WASHINGTON — The United States and the European Union are preparing to levy tit-for-tat tariffs on each other’s products as part of a long-running dispute over the aerospace industry, the latest escalation in a 14-year fight over government aid given to Boeing and European rival Airbus.
“The World Trade Organization finds that the European Union subsidies to Airbus has adversely impacted the United States, which will now put Tariffs on $11 Billion of EU products!” President Trump said in a tweet on Tuesday morning. “The EU has taken advantage of the U.S. on trade for many years. It will soon stop!”
The United States Trade Representative said Monday night that it was preparing a list of European products to tax in response to European subsidies given to Airbus. That prompted the European Union to announce that it was also readying a list of tariffs to counter American subsidies to Boeing.
The move comes amid tense trade relations between the United States and Europe, which are engaged in tit-for-tat tariffs related to Mr. Trump’s decision last year to impose them on European steel and aluminum. Mr. Trump has also threatened to impose tariffs on European cars and car parts if the European Union does not agree to better trade terms for American products.
The announcement on Monday stems from a separate dispute that began in 2004 related to government subsidies that Europe provides to Airbus, which is a rival to America’s Boeing.
Last May, the World Trade Organization found that Airbus had received illegal funding for several of its models. The United States requested the authority to impose retaliatory tariffs of $11.2 billion per year, and the two sides are awaiting a decision on the level of tariffs that America will be authorized to levy on the European Union.
In preparation for that decision, which is expected this summer, the United States announced Monday night that it was beginning to identify a list of European products to tax, so it could impose the duties as soon as the organization makes a ruling. The initial list of American levies would cover $11 billion of trade in products including airplanes, cheese, fish, wine, clothing, nails, pipes and clocks — the same dollar amount of harm that the United States Trade Representative estimates European subsidies cause each year.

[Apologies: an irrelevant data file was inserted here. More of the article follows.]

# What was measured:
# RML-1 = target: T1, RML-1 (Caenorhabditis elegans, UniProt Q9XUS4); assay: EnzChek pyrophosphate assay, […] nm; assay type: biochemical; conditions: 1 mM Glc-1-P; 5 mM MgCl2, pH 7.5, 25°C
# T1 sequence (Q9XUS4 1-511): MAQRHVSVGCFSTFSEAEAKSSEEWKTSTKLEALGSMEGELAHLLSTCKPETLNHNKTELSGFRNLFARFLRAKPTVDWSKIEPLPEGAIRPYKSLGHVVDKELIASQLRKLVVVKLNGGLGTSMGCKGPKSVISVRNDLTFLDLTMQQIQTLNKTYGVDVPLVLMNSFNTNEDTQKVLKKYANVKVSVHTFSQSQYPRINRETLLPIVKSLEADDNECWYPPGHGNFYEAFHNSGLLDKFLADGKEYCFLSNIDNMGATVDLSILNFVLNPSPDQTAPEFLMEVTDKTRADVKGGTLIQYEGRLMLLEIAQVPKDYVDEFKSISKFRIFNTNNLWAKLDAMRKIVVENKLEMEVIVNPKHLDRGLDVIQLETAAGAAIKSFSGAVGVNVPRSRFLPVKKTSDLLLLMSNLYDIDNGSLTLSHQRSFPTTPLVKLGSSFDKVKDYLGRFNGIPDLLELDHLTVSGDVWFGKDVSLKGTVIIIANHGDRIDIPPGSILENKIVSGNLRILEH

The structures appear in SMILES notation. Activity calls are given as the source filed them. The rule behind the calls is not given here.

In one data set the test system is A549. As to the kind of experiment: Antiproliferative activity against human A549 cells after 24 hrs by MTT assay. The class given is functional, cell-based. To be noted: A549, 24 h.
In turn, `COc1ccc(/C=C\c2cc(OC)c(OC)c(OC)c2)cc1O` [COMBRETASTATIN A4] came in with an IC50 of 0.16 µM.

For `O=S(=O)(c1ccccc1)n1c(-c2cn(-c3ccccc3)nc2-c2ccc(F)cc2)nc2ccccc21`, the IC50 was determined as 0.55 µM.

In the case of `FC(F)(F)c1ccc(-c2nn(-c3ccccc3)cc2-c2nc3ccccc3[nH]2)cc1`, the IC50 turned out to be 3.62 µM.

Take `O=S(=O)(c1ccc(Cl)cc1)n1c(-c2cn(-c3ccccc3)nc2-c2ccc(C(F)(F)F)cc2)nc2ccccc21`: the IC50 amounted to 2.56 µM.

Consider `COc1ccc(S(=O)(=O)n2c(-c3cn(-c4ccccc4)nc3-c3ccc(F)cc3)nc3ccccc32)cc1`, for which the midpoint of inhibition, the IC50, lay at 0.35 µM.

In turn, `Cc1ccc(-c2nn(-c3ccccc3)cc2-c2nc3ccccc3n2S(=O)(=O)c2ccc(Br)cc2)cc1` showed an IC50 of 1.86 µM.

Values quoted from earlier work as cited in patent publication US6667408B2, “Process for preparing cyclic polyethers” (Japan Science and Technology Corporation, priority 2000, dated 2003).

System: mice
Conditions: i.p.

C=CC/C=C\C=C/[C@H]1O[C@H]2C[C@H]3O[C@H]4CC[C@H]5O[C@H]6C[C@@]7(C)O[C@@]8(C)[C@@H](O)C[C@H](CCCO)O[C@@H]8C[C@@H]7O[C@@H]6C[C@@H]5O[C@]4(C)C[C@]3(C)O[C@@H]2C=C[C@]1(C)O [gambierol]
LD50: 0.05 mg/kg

“This case has been in litigation for 14 years, and the time has come for action,” Robert Lighthizer, the United States Trade Representative, said in a statement.
“Our ultimate goal is to reach an agreement with the E.U. to end all W.T.O.-inconsistent subsidies to large civil aircraft,” Mr. Lighthizer said. “When the E.U. ends these harmful subsidies, the additional U.S. duties imposed in response can be lifted.”
In a statement, Airbus called the American tariff announcement “totally unjustified” and said that the European Union would take “far larger countermeasures against the U.S.”
In a press briefing, the European Commission said that the World Trade Organization was also preparing to rule on a parallel dispute that the Europeans had brought against American subsidies to Boeing.
“The commission is starting preparations so that the European Union can promptly take action based on the arbitrator’s decision on retaliation rights in this case,” a spokesman said.
The announcements are an escalation in tensions between the United States and the European Union, which have squabbled over trade barriers to each others’ products and the tariffs that Mr. Trump has levied on the bloc. The United States imposed tariffs on steel and aluminum from the European Union last May as part of a global measure to protect the metals industry, and Mr. Trump has frequently threatened to tax European cars coming into the United States as well.
The two governments announced plans in July to negotiate an agreement that would reduce tariffs and other barriers to trade on both sides of the Atlantic, but have since disputed exactly what would be included in the agreement.
In its statement Monday, the Trump administration emphasized that its latest measures against the European Union would comply with the rules of the World Trade Organization.
Trade experts described the move as significant but not surprising.
Jennifer Hillman, a professor at Georgetown Law, said it appeared to be compliant with World Trade Organization rules, as long as the United States waited for the final World Trade Organization decision before imposing its tariffs. “If U.S.T.R. wants to impose the tariffs as soon as the arbitration amount is announced, they need to start the public process now so as to be ready with a specific list of products as soon as arbitrator says the amount.”
Experts also suggested the organization was likely to decide in the United States’ favor over the Airbus subsidies.
“The W.T.O. dispute settlement body will likely authorize the United States to impose retaliatory tariffs in the magnitude we’re asking for or close to it,” said Matthew Gold, an adjunct professor of Law at Fordham University.
Both foreign officials and many trade lawyers have argued that Mr. Trump’s other trade measures, including the metals tariffs and prospective auto tariffs, which the Trump administration says it has made on the basis of national security, are likely to violate the organization’s rules.